At the beginning of the chapter, a story is shared about a mom who pushes her son. She left him home alone for the first time feeling that he was ready while she attended a workshop and her husband was teaching. At one point he contacts her upset and says there is an emergency. After her initial panic, she finds that the “emergency” is that he spilled the gallon of milk and now has a mess and no breakfast. She tells him where the towels are and pushes him to clean up his mess and find himself breakfast. He protests but she tells him she’s going to have to do it and says goodbye. He is proud of himself 30 minutes later when he texts her that he did it!
Life with our students can be much like this; if we don’t push them to try it on their own, they will rely on our support more than necessary.
Teaching Students How to Select Texts
This chapter was about building our muscles as readers. Your brain gets stronger as you try things that are more difficult for you. The authors discouraged against some of the “just right” book strategies many of us use such as the “five finger test”. If students don’t even try those 5 words, are they really exercising their brains for growth?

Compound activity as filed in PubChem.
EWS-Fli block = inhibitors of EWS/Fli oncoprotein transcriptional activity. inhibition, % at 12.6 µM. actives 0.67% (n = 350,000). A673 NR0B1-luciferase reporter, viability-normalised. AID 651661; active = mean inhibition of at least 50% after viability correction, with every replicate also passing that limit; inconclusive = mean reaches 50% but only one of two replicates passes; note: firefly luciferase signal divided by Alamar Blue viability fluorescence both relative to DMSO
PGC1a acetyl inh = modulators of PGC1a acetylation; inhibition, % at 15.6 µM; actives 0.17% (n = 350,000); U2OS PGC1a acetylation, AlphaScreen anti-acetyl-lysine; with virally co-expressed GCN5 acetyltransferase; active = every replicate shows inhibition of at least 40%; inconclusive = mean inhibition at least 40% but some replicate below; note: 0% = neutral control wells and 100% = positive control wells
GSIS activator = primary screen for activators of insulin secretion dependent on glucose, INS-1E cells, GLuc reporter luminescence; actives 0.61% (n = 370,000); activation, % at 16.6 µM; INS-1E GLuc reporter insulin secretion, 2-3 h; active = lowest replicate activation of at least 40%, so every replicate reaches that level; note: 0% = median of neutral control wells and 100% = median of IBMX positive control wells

Different books are “just right” for different purposes. While a book may be high-interest and easy to comprehend, it isn’t great for stretching our muscles. It is great, however, for making us love reading and increase fluency. This was a new way of looking at “just right” for me. I have been guilty of encouraging a child to try a “harder book” to grow them as a reader, when, in reality, that “easy” book may be helping them grow a love a reading. Growing a love of reading should be our ultimate goal, so from this point forward, “go for it kiddo!”.
The authors talked about 4 different “weights of texts” and how these texts grow us as readers.
Reading Wellness Intentions
As you have seen in the previous posts, it always comes back to the Reading Wellness Intentions. Here is how Strength fits into that model.